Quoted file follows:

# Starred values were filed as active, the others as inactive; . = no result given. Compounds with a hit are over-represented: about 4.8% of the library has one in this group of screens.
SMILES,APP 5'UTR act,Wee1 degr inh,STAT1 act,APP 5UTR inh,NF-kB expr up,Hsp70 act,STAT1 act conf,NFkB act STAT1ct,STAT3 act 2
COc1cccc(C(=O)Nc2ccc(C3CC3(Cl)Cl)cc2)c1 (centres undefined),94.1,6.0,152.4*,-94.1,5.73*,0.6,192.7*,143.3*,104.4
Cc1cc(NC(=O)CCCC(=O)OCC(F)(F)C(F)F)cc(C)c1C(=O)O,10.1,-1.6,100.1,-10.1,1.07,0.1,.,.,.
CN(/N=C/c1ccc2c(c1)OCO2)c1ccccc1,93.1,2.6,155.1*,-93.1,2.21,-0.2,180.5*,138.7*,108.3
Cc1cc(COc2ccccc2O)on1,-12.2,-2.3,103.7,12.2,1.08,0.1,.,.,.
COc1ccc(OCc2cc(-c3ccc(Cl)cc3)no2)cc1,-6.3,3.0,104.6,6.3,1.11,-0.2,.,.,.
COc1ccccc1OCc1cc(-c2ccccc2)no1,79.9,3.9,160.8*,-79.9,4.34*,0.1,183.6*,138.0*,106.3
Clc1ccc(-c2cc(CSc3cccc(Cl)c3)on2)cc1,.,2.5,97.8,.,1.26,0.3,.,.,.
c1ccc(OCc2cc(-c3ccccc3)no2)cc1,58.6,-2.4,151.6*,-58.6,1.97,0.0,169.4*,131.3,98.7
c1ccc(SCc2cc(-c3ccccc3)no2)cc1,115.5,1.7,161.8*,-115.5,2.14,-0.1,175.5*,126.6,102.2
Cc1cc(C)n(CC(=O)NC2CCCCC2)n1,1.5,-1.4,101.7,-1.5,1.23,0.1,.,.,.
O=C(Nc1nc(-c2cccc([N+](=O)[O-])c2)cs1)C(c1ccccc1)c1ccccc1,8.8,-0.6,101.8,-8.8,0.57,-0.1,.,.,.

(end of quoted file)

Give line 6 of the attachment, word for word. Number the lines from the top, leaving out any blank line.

Cc1cc(COc2ccccc2O)on1,-12.2,-2.3,103.7,12.2,1.08,0.1,.,.,.